In this article I'm going to discuss the number a googol and a googolplex. Firstly what are they? Well a googol is 10

^{100}, that is a one followed by one hundred zeros, or the less catchy title, ten duotrigintillion. Just how big is that then? Well, there is estimated to be about 1.33×10

^{50}atoms in the entire Earth. A googol is almost 10

^{50}as much as this number. Nothing like maths to make you feel tiny and insignificant.

If you think that's large, your head may just explode when you're introduce to a googolplex. A googolplex is 10

^{googol}, that is enormous. A one followed by a googol zeros. That is so large it is almost impossible to comprehend. I'll try my best to explain just how mammothly big this number is.

Astronomer Carl Sagan estimated that writing a googolplex would be impossible, why? It would require more space than the known universe can provide. Seriously. There is only about 2.5×10

^{89}elementary particles in the known universe, so even if every particle was a digit, it would still need the observable universe to be about one hundred billion times larger.

But, if you could fit the number into the known universe it would take an unbelievable amount of time to write. If you could write 120 digits a minute, it would take around 1.51×10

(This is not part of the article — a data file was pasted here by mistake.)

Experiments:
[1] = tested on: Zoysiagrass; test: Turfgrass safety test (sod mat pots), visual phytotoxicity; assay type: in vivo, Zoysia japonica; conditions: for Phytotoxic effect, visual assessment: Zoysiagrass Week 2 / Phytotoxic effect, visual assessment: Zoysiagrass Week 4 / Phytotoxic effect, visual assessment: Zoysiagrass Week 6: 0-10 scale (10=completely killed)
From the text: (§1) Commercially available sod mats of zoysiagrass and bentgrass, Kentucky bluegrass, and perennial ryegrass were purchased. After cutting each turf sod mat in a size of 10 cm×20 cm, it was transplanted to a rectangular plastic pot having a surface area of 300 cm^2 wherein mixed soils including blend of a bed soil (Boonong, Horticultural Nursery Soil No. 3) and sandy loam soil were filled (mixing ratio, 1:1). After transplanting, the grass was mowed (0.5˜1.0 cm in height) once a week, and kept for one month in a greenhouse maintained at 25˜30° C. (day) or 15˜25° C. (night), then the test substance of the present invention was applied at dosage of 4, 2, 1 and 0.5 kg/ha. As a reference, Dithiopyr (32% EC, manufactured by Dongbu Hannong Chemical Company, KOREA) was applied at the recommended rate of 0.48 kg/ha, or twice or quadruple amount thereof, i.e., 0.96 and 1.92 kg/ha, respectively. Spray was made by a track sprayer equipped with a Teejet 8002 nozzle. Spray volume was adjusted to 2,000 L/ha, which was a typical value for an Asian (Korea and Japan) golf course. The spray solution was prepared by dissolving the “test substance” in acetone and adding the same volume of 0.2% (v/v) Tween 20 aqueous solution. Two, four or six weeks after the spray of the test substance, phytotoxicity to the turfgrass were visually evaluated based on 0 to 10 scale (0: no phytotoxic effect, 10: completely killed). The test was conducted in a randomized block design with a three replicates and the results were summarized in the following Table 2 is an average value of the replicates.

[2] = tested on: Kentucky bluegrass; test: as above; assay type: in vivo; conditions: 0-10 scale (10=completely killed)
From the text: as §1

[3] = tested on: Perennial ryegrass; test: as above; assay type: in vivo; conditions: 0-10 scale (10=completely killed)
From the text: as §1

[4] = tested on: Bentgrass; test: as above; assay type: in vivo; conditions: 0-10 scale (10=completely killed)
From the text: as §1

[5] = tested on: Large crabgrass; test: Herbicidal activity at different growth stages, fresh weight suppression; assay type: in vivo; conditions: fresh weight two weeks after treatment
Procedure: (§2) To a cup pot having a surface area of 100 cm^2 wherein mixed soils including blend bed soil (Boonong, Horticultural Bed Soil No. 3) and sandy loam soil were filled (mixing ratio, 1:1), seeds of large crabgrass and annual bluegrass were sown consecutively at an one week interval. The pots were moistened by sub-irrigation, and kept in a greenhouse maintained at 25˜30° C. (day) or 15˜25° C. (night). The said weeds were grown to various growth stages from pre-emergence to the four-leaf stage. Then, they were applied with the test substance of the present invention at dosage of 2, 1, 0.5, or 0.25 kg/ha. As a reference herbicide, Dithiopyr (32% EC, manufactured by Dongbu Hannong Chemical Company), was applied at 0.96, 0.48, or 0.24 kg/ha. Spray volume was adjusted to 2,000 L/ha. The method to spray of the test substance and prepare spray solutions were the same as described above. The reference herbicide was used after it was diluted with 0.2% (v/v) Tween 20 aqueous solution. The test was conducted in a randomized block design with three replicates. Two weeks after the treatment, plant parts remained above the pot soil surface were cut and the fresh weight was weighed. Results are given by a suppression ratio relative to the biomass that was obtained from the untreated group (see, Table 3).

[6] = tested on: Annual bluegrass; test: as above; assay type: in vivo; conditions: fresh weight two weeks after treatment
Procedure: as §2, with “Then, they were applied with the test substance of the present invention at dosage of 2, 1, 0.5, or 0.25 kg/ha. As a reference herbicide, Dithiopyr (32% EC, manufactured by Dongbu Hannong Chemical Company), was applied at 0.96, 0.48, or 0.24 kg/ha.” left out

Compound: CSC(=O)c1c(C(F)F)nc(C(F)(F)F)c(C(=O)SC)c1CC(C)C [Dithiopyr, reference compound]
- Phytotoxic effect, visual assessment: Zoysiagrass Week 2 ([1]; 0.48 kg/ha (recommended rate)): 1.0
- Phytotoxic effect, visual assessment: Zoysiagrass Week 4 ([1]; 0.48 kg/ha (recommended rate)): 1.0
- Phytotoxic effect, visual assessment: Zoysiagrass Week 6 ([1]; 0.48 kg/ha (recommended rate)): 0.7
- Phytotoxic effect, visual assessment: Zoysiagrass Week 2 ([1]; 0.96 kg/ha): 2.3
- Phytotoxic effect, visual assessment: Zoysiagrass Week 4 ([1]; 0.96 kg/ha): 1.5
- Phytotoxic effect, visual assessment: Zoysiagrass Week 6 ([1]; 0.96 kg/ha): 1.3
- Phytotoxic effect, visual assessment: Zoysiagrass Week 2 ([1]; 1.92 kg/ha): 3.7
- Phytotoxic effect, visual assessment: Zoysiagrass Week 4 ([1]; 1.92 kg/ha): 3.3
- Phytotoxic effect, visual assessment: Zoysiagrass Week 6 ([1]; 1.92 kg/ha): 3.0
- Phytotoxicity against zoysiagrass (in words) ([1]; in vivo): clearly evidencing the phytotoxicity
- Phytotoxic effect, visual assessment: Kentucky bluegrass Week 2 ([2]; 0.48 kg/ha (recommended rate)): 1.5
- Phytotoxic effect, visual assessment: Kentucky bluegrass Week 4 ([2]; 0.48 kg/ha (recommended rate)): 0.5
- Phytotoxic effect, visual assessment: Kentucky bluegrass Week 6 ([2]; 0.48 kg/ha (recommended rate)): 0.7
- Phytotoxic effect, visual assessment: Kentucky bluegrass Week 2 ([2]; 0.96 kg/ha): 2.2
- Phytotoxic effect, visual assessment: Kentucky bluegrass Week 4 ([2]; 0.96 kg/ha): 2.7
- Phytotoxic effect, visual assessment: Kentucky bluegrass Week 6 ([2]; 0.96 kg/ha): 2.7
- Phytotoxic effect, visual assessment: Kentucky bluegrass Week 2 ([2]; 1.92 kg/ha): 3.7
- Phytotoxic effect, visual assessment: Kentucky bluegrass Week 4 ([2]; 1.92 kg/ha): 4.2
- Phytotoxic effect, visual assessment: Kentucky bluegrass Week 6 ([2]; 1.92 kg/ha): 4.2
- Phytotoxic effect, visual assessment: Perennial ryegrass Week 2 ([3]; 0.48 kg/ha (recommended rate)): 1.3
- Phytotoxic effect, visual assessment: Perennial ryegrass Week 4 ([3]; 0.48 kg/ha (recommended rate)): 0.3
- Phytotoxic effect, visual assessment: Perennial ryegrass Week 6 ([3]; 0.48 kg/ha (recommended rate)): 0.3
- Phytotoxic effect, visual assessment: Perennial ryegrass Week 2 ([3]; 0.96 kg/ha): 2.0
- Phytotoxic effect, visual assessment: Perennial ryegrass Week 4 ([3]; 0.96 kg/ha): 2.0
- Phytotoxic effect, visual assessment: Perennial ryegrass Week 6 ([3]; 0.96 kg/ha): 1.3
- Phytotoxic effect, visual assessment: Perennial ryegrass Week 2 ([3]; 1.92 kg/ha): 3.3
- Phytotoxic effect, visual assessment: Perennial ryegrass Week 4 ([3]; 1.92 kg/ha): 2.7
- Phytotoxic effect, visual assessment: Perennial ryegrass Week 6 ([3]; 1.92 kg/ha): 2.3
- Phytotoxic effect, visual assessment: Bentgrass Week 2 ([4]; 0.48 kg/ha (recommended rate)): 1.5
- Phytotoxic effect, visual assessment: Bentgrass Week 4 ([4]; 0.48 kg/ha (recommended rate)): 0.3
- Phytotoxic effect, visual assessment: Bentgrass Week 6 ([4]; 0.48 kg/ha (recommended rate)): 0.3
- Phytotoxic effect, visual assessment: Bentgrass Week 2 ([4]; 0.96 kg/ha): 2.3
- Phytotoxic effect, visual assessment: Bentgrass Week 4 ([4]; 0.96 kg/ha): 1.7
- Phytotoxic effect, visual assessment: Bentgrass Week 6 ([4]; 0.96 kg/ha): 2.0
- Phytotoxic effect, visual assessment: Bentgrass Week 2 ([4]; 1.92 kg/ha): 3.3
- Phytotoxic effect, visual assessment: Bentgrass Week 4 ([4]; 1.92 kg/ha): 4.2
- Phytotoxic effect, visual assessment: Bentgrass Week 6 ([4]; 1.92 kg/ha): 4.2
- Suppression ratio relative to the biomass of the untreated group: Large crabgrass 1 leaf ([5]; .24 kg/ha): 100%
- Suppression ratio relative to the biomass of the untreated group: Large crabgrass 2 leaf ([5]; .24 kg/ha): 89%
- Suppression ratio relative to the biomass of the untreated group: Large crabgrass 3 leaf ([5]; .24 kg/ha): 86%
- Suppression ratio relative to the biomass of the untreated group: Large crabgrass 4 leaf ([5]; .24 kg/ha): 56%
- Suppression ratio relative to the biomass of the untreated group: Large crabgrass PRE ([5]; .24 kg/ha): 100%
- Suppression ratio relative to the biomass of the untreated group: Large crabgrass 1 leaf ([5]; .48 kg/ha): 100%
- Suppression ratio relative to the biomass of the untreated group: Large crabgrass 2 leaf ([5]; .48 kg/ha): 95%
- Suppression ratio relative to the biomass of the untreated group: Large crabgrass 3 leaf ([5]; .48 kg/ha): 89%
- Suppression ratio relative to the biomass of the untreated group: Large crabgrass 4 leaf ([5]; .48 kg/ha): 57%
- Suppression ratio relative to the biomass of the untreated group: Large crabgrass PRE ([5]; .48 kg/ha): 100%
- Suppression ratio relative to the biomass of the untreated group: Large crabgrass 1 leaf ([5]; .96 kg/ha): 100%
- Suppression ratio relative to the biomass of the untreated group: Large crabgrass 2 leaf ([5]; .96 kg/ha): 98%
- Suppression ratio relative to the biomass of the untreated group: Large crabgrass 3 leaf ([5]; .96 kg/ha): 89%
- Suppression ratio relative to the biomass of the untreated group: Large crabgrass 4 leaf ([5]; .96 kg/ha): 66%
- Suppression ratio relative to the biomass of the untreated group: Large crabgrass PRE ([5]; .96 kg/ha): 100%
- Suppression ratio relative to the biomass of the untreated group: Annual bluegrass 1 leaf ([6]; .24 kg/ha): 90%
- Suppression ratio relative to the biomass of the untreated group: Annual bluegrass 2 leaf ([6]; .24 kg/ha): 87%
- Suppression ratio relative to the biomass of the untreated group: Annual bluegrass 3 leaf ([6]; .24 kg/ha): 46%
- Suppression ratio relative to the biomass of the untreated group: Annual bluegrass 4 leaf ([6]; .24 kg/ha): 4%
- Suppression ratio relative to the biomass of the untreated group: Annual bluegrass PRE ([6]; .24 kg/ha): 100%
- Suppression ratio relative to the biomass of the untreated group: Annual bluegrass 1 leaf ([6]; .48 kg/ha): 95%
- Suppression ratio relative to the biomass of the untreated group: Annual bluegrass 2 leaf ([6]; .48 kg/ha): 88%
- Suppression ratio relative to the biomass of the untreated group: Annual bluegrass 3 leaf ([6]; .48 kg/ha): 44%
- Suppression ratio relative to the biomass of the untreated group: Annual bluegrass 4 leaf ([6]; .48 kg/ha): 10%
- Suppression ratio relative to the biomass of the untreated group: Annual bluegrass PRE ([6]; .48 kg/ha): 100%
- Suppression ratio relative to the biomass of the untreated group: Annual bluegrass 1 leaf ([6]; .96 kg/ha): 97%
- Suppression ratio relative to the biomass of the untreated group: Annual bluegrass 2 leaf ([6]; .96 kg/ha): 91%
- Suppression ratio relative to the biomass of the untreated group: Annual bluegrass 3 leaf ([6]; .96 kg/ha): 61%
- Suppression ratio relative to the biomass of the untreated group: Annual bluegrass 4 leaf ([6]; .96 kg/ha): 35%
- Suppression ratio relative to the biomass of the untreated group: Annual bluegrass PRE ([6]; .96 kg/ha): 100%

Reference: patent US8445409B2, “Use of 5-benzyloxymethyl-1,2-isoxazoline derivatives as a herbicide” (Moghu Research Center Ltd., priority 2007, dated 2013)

^{92}years to finish (almost a googolplex years!). This amount of time is 10

^{82}times the age of the universe. So, I wouldn't really start trying to write it out. There's a high chance, that even if it was possible to write for that period of time, that the entire universe will have inevitably died.

A more nerdy way to try and explain the size of a googolplex is to look at Planck time. Planck time (which I won't go into too much detail now), is the time it takes for light to travel one Planck length in a vaccuum, which is roughly 5.4×10

^{-44}, this is unbelievably quick. A googol is larger than the estimated amount of Planck times that have past since the start of the universe (8×10

^{60}), so a googolplex is much, much larger than even the smallest measurement of time that has past since the dawn of everything.

There is however a larger number that still has a use, it is known as Graham's number. But that's a different article for a different time. I hope this post has given you a small idea into the enormity Maths can hold.

Now I really want to know about Graham's number.. maybe I'll just Googol it :)

ReplyDeleteQuote: "Well, there is estimated to be about 1.33×10^50 atoms in the entire Earth. A googol is almost twice as much as this number."

ReplyDelete"Well a googol is 10^100[...]"

You are saying that 10^100 < 2*1.33*10^50

I am nothing close to a mathematician, but that sounds pretty weird to me... Or is it maybe the english you are using that I don't understand?

But for me it is still, 10^100 >> 2*1.33*10^50

I made a grave, grave mistake here. My apologies. It is in fact 10^50 times less, this was a very early post from me so I do apologise.

DeleteI made a grave, grave mistake here. My apologies. It is in fact 10^50 times less, this was a very early post from me so I do apologise.

ReplyDeleteFor those interested, here is an explanation of what Graham's number is and why it matters: https://www.youtube.com/watch?v=XTeJ64KD5cg&feature=plcp

ReplyDelete